Thursday, July 28, 2011

The Stakes

A couple episodes into the fourth season of Breaking Bad, my fears about the direction we're going in seem to have been justified: now that there's no facade, now that there's just Walt, criminal mastermind, it's more of a really well-written and beautifully shot crime drama than anything else. Skyler's own transformation as she "breaks bad" promises to be very interesting this season, although it's unclear if this will be treated as more than a side plot. Amanda has an interesting post arguing, persuasively to my mind, that what's happened is not really a moral transformation on Walt's part - he's just become fully realized as the asshole he always was underneath the nerdy facade of his previous life. She's responding to an interesting but odd post by Chuck Klosterman, which argues that Breaking Bad is the best of the widely agreed-upon group of "TV as great art" shows of the last decade (the others being The Wire, The Sopranos, and Mad Men). As always, what's interesting is not which is actually best, but the reasons given and what the tell us about the reader, and Klosterman's are odd, if not unfamiliar. Klosterman likes Breaking Bad's clear morality:

Breaking Bad is the only one built on the uncomfortable premise that there's an irrefutable difference between what's right and what's wrong, and it's the only one where the characters have real control over how they choose to live.
This is different than The Sopranos, Klosterman argues, because it was always clear Tony and the people around him were fundamentally immoral (again, he's assuming that this can't be true of Walt, because he's not actually killing people at the start.) The Wire is too morally nuanced, its characters existing in a world where the lines between doing good and evil, intentions and results are hopelessly convoluted. As a result,
The conditions matter more than the participants. As we drift further and further from its 2008 finale, it increasingly feels like the ultimate takeaway from The Wire was more political than philosophical. Which is not exactly a criticism, because that's an accomplishment, too … it's just that it turns the plot of The Wire into a delivery mechanism for David Simon's polemic worldview (which makes its value dependent on how much the audience is predisposed to agree with him).
Ah yes, the old the "political makes things narrower" argument - which is odd since Klosterman has just said that The Wire is the most morally complex of the shows, but because that moral complexity takes place in a context (which is by and large what makes it complex), it must be somehow diminished, less than universal (as opposed to Breaking Bad, which is I guess universal because it involves a middle-class while protagonist who presumably makes his purely immoral decisions in a social vacuum.)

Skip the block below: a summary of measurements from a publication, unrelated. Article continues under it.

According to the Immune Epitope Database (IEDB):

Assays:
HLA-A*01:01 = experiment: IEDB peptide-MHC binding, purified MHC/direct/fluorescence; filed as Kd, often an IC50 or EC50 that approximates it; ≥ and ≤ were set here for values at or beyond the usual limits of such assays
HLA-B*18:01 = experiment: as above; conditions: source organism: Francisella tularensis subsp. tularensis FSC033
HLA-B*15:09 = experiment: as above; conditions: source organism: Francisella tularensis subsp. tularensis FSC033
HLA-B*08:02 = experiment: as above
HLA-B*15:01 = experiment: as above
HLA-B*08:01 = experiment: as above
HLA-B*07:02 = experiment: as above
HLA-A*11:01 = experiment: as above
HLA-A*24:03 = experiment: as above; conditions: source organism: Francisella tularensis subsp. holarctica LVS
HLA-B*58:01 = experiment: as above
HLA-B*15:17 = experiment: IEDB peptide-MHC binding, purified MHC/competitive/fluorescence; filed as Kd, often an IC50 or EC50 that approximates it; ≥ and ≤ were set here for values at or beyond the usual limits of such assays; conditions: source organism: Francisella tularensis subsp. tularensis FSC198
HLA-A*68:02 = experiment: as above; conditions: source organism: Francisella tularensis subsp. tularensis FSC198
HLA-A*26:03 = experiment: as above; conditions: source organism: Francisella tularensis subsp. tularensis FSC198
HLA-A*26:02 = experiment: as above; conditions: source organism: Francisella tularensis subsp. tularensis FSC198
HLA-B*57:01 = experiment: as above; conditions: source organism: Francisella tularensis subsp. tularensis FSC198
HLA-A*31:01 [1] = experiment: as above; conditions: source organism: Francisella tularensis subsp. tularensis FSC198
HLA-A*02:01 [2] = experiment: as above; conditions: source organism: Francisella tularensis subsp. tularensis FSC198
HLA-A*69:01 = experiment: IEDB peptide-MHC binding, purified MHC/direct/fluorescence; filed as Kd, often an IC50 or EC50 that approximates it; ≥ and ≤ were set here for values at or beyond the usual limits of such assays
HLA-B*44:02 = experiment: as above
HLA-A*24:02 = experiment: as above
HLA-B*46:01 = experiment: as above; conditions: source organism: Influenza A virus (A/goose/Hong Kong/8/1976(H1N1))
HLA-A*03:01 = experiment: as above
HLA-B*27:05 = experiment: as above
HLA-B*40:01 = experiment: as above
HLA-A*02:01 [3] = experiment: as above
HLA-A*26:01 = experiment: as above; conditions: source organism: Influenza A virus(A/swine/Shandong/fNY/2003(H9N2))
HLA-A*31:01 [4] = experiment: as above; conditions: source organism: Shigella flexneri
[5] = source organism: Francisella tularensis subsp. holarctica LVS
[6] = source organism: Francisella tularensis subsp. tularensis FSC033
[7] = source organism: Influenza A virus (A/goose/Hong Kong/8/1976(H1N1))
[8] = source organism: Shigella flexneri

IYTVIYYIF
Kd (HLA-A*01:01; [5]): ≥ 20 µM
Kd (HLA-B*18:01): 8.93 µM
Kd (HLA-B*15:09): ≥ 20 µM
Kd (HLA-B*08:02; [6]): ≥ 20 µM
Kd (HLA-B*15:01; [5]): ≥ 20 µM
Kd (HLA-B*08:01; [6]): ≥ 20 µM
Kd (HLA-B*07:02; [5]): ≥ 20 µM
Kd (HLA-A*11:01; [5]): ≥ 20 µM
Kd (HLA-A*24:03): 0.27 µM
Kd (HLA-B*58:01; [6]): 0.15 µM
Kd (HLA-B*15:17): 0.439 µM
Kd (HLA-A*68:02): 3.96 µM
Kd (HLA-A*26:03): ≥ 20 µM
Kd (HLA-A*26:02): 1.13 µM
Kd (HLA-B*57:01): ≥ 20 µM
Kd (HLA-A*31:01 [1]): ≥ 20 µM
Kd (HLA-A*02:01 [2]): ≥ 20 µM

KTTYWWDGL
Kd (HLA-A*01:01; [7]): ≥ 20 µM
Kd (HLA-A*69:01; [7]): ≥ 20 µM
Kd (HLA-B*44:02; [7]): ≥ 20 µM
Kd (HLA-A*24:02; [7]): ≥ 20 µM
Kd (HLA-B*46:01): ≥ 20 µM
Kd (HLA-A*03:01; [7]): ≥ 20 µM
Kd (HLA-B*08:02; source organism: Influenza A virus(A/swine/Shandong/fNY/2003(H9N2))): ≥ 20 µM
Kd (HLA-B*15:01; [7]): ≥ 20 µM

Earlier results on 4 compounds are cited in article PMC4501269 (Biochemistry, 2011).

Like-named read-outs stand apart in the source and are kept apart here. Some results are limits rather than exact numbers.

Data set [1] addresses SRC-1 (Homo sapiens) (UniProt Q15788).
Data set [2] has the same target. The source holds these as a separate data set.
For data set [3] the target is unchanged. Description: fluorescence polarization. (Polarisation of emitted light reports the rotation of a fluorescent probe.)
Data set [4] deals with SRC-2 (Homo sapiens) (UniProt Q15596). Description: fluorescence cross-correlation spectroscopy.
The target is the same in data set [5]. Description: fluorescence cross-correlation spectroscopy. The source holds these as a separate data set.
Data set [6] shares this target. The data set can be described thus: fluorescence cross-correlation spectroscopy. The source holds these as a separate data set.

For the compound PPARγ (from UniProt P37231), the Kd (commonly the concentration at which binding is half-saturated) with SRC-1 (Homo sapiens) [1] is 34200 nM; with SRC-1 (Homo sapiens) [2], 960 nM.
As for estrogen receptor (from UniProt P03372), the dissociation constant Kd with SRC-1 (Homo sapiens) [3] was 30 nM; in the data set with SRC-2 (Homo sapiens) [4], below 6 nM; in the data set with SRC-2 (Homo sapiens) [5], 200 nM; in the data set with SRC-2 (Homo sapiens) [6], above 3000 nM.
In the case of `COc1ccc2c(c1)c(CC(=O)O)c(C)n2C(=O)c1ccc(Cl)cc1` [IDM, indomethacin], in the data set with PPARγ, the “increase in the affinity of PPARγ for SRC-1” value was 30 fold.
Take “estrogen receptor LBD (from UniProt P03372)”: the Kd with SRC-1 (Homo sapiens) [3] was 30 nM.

But the discussion of Mad Men is odder still:
Mad Men is set in the 1960s, so every action the characters make is not really a reflection on who they are; they're mostly a commentary on the era. Don Draper is a bad husband, but "that's just how it was in those days." Characters can do or say whatever they want without remorse, because almost all their decisions can be excused (or at least explained) by the circumstances of the period. Roger Sterling's depravity is a form of retrospective entertainment, so very little is at stake. The people on this show need to be irresponsible for the sake of plausibility, so we can't really hold them accountable for what they do.
I hear people say things like this all the time, and I just don't get it. Isn't it clear that the characters do navigate their restricted environment in very different ways? That they not only exist within its strictures but help enforce them on one another? I guess people who say things like that think that they live in morally correct times, that their own choices and morality aren't shaped by anything but their own inborn and universal compass. Maybe the drama of choosing to act badly in a fundamentally morally correct world has a purity that Klosterman appreciates, but it's not the world anyone (even Walt) lives in.

Perhaps the most revealing moment came in this aside to the discussion of Mad Men:
Semirelated: Of these four shows, Mad Men is the only that doesn't regularly involve violence. This also changes the gravity of the characters' decision-making, because the worst thing that can happen to anyone is merely losing a job or being humiliated.

It shouldn't be necessary to belabor what's wrong with this: the stakes on Mad Men are never a problem, given the gut-wrenching emotional violence that "merely" being humiliated entails. Also: the "worst that can happen" also includes being raped, regularly sexually harassed, the daily violence of living the closet, having to conceal a pregnancy and giving up your child, having your life choices thoroughly constrained by sexism and racism, being a young child and having parents who are completely emotionally distant if not abusive. So yeah. (Of course then your definition of 'anyone' has to go beyond Don and Roger.) People rail on about violence in popular culture, but what's often under that discussion is the assumption that violence, when properly dealt with, is the necessary condition of moral seriousness, that anything else is just an updated costume drama. It doesn't matter to me which of these shows people think is best, but I do think Mad Men has done something important in how it dramatizes emotional violence - which can be particularly challenging for the viewer as we aren't given the release physical violence often provides. This should put to rest the "costume drama" insult once and for all - except that Wharton, Forester, James et. all knew a thing or two about emotional violence as well. . .

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